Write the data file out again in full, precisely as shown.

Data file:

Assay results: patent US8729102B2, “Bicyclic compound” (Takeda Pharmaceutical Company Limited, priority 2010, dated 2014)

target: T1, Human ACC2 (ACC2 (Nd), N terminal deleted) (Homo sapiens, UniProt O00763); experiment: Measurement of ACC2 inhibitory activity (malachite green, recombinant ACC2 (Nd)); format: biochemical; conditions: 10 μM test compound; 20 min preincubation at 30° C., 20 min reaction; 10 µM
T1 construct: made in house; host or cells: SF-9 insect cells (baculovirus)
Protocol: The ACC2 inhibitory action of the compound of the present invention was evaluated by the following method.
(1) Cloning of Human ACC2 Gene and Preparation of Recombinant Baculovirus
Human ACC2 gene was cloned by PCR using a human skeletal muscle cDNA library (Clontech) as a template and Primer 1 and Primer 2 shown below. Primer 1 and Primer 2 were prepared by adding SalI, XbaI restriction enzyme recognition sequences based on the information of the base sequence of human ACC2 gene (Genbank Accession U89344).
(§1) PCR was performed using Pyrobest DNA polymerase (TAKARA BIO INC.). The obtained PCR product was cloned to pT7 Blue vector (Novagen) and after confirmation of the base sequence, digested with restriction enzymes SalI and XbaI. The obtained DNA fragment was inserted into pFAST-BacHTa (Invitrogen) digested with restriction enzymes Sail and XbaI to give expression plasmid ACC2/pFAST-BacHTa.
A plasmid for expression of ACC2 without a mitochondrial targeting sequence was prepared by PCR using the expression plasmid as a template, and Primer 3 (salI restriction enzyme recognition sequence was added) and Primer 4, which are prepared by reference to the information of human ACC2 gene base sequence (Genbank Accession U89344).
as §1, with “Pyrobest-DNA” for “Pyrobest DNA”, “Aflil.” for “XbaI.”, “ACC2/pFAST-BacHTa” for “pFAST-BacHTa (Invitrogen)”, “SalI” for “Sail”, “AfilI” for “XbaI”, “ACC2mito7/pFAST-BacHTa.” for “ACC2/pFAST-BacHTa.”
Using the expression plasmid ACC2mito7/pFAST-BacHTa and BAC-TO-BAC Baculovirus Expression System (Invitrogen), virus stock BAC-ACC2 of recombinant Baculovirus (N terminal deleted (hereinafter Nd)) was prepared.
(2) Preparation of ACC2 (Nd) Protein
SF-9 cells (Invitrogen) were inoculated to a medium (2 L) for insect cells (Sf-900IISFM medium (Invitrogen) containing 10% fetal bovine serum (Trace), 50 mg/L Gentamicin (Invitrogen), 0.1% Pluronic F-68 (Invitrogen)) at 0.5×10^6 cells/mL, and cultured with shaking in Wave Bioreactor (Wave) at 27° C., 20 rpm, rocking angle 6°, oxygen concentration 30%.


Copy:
Assay results: patent US8729102B2, “Bicyclic compound” (Takeda Pharmaceutical Company Limited, priority 2010, dated 2014)

target: T1, Human ACC2 (ACC2 (Nd), N terminal deleted) (Homo sapiens, UniProt O00763); experiment: Measurement of ACC2 inhibitory activity (malachite green, recombinant ACC2 (Nd)); format: biochemical; conditions: 10 μM test compound; 20 min preincubation at 30° C., 20 min reaction; 10 µM
T1 construct: made in house; host or cells: SF-9 insect cells (baculovirus)
Protocol: The ACC2 inhibitory action of the compound of the present invention was evaluated by the following method.
(1) Cloning of Human ACC2 Gene and Preparation of Recombinant Baculovirus
Human ACC2 gene was cloned by PCR using a human skeletal muscle cDNA library (Clontech) as a template and Primer 1 and Primer 2 shown below. Primer 1 and Primer 2 were prepared by adding SalI, XbaI restriction enzyme recognition sequences based on the information of the base sequence of human ACC2 gene (Genbank Accession U89344).
(§1) PCR was performed using Pyrobest DNA polymerase (TAKARA BIO INC.). The obtained PCR product was cloned to pT7 Blue vector (Novagen) and after confirmation of the base sequence, digested with restriction enzymes SalI and XbaI. The obtained DNA fragment was inserted into pFAST-BacHTa (Invitrogen) digested with restriction enzymes Sail and XbaI to give expression plasmid ACC2/pFAST-BacHTa.
A plasmid for expression of ACC2 without a mitochondrial targeting sequence was prepared by PCR using the expression plasmid as a template, and Primer 3 (salI restriction enzyme recognition sequence was added) and Primer 4, which are prepared by reference to the information of human ACC2 gene base sequence (Genbank Accession U89344).
as §1, with “Pyrobest-DNA” for “Pyrobest DNA”, “Aflil.” for “XbaI.”, “ACC2/pFAST-BacHTa” for “pFAST-BacHTa (Invitrogen)”, “SalI” for “Sail”, “AfilI” for “XbaI”, “ACC2mito7/pFAST-BacHTa.” for “ACC2/pFAST-BacHTa.”
Using the expression plasmid ACC2mito7/pFAST-BacHTa and BAC-TO-BAC Baculovirus Expression System (Invitrogen), virus stock BAC-ACC2 of recombinant Baculovirus (N terminal deleted (hereinafter Nd)) was prepared.
(2) Preparation of ACC2 (Nd) Protein
SF-9 cells (Invitrogen) were inoculated to a medium (2 L) for insect cells (Sf-900IISFM medium (Invitrogen) containing 10% fetal bovine serum (Trace), 50 mg/L Gentamicin (Invitrogen), 0.1% Pluronic F-68 (Invitrogen)) at 0.5×10^6 cells/mL, and cultured with shaking in Wave Bioreactor (Wave) at 27° C., 20 rpm, rocking angle 6°, oxygen concentration 30%.